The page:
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Death of USC student sheds light on ride-share safety

NBC Charlotte learned there are simple things you can do that could save your life.

CHARLOTTE, N.C. — The death of Samantha Josephson, a student at the University of South Carolina, is shedding light on ride-share safety.

The 21-year-old mistook the wrong car for her Uber ride, police said. Nathaniel David Rowland, 24, was charged with murder and kidnapping in the case.

In North Carolina, Uber and Lyft drivers are required to have decals right on the front window to clearly identify the car. NBC Charlotte learned some other simple things you can do that could save your life.

At Sunday's vigil for Josephson, her father begged her classmates to be careful.

"Samantha was by herself; she has absolutely no chance, none," he said.

Police said what happened to Josephson could happen to anyone.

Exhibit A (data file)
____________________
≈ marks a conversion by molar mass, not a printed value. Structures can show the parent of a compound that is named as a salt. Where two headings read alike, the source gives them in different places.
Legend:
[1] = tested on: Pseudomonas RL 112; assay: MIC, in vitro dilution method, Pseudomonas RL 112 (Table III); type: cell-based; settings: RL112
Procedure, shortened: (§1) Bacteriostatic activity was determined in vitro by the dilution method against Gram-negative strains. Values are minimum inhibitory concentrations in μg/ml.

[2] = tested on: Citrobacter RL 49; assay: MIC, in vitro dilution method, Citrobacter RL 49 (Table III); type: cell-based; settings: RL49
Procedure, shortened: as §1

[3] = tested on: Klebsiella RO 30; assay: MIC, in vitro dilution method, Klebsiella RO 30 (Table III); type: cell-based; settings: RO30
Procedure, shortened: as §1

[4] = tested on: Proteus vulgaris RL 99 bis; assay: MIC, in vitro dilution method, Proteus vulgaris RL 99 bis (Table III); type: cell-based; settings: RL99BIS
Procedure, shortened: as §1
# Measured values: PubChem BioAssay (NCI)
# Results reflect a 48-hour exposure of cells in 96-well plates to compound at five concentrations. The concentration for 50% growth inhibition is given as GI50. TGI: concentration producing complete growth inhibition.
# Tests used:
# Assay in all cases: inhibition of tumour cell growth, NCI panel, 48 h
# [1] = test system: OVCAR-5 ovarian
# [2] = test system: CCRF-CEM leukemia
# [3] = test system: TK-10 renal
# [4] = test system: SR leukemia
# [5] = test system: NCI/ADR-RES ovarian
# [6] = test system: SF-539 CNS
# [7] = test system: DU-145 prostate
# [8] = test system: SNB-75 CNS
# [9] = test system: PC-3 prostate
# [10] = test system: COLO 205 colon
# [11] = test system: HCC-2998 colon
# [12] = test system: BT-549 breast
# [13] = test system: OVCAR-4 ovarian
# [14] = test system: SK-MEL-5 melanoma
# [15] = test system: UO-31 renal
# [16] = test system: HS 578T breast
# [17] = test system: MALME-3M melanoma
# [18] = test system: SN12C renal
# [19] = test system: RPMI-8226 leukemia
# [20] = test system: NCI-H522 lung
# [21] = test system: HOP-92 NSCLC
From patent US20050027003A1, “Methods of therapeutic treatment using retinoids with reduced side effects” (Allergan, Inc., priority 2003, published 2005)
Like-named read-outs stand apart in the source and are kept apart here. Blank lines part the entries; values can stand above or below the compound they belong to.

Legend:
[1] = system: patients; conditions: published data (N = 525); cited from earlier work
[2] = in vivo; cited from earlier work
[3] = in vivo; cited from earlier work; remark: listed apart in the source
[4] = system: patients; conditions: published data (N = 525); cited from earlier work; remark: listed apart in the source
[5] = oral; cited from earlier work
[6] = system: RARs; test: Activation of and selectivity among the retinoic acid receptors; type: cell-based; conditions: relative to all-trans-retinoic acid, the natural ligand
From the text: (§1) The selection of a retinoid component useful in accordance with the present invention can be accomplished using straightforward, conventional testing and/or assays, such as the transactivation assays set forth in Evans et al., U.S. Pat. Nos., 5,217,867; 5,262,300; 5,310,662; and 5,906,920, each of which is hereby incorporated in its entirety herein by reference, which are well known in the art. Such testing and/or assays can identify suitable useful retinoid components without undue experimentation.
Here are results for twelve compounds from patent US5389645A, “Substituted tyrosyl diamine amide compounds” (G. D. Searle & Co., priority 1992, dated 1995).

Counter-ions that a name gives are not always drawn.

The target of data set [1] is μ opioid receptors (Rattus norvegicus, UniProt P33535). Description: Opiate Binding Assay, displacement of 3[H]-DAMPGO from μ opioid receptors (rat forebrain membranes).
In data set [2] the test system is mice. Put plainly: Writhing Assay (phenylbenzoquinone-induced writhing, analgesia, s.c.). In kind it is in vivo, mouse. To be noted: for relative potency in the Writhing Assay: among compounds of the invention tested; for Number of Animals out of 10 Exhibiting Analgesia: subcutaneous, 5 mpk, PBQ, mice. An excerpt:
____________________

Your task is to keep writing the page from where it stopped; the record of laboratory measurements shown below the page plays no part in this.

"It's very easy to happen," said Tim Aycock with Matthews Police.

A surveillance camera captured some of Josephson's final moments outside a Columbia bar on Friday night, waiting for an Uber.

When a black car pulled up, she thought it was her ride and got in. That decision, police said, cost her life. Her body was dumped in a South Carolina field.

Those who use ride-share admit they're not as careful as they should be.

"Especially after hearing the story, it is so sad, I can't believe that happened," one woman told us. "I feel like a lot of people don't even think about it. They're like, oh my Uber's here, I'm just gonna get in."

Police said you should always check two important details -- the driver and the car.

"Do your research about who's coming to pick you up," Aycock said.

Both Uber and Lyft will give you the driver's name and their photo.

"Make sure the picture matches," said Aycock.

You will also receive the car make and model plus the license plate number.

"You can just take a few steps more and look at the back," Aycock said.

Josephson's father issued a call for added safety measures from ride-share companies. He also pleaded and to riders themselves.. saying if you go out together, you leave together.

"If there's somebody else in the car, there's actually a chance," he said. "I don't want anybody else to ever go through this again."

The driver will have your information as well, so wait for the person behind the wheel to say your name before you get in.

When your ride starts, share it so a friend or family member can track you.

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